Thirty years ago when I was at the end of a nasty 10 year addiction to alcohol and drugs, I was surrounded by a cadre of well-meaning and, some not so well-meaning doctors willing to write prescriptions for me long after it became clear I had a problem with pain medications.

All of them were well aware of my addiction history, had fallen prey to an addict’s persuasiveness, and were giving me medications they knew I was using to treat an active addiction. Two of them were in possession of a letter I had written asking that the next time I showed up in their offices looking for a prescription they were to say no and show me the letter. Neither of them did, and both continued prescribing—albeit less frequently. Why?

A lack of awareness

There were a number of reasons: The first was that this all occurred in the 1970s and 80s, when the awareness and understanding of substance use disorders was not what it is today. The second was my standing in the city of Boston, because of my family, which made it less likely that those in positions of authority would hold me accountable. And third, doctors who are confronted with a patient in profound distress want to treat that distress, and sometimes giving a drug addict what they need seems like the best way to ease their pain.

"More people now die every day from drug overdoses than from traffic crashes, and the majority of drug overdose deaths are caused by prescription opioids and heroin."

Today we know more about this illness, and physicians who are on the front lines as health care providers are more willing to confront addiction when it walks into their waiting rooms. Practitioners also have more knowledge and options for treatment alternatives. But, there is still a profound lack of education and understanding in the medical community when it comes to this top public health issue.

A web of opportunity

There is also the internet, which makes it easier for anyone to obtain prescription drugs online. We have allowed the pharmaceutical industry to create new and unnecessary drugs that are profoundly habit forming, with no more than a financial slap on the wrist as a penalty—a penalty that these companies have already allowed for in their marketing budgets.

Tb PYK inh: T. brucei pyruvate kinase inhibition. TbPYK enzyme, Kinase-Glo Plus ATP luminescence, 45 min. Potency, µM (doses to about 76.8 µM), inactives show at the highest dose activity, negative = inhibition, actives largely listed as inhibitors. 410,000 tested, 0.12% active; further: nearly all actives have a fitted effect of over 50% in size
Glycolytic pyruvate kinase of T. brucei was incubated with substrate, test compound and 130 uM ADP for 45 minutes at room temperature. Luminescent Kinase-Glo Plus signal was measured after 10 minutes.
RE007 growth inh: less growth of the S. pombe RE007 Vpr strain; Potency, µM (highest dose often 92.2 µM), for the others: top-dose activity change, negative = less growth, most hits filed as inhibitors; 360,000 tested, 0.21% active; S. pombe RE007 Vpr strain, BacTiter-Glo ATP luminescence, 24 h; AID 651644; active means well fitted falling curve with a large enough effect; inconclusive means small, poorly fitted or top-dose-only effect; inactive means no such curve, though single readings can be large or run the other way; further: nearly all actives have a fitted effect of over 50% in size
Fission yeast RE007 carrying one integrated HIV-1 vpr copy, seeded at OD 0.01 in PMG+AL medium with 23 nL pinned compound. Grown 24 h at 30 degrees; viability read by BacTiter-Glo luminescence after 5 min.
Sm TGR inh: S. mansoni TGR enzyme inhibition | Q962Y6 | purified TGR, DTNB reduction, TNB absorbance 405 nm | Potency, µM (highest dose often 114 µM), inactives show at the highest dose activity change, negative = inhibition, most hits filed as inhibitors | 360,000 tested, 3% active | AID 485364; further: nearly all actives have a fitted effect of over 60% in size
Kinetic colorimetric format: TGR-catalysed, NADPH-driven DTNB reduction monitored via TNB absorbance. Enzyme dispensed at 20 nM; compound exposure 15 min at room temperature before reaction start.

More people now die every day from drug overdoses than from traffic crashes, and the majority of drug overdose deaths are caused by prescription opioids and heroin. Overdose deaths involving prescription pain relievers rose more than 300 percent from 1999 through 2011, leading the Centers for Disease Control and Prevention (CDC) to declare these deaths an epidemic.

In 2011, the Obama administration released the Prescription Drug Abuse Prevention Plan, outlining strategic steps for a “whole of government” approach to combat prescription drug abuse and overdose. New rules were finalized, making it easier for consumers to dispose of unused prescription drugs. Medicare enhanced its oversight of Part D utilization of these drugs, the Substance Abuse and Mental Health Services Administration released a toolkit to help communities combat opioid overdose, and the CDC conducted new analysis on the variation in opioid prescribing among states.

A plan to prevent prescription drug abuse was initiated requiring that high-risk beneficiaries obtain controlled substances only from specified providers and pharmacies. And, $5 million was proposed to improve the integration of Prescription Drug Monitoring Programs with health information technology.

The administration is doing its part. What is needed now is a commitment to educate our physicians and hold drug companies responsible for the drugs they put into the marketplace.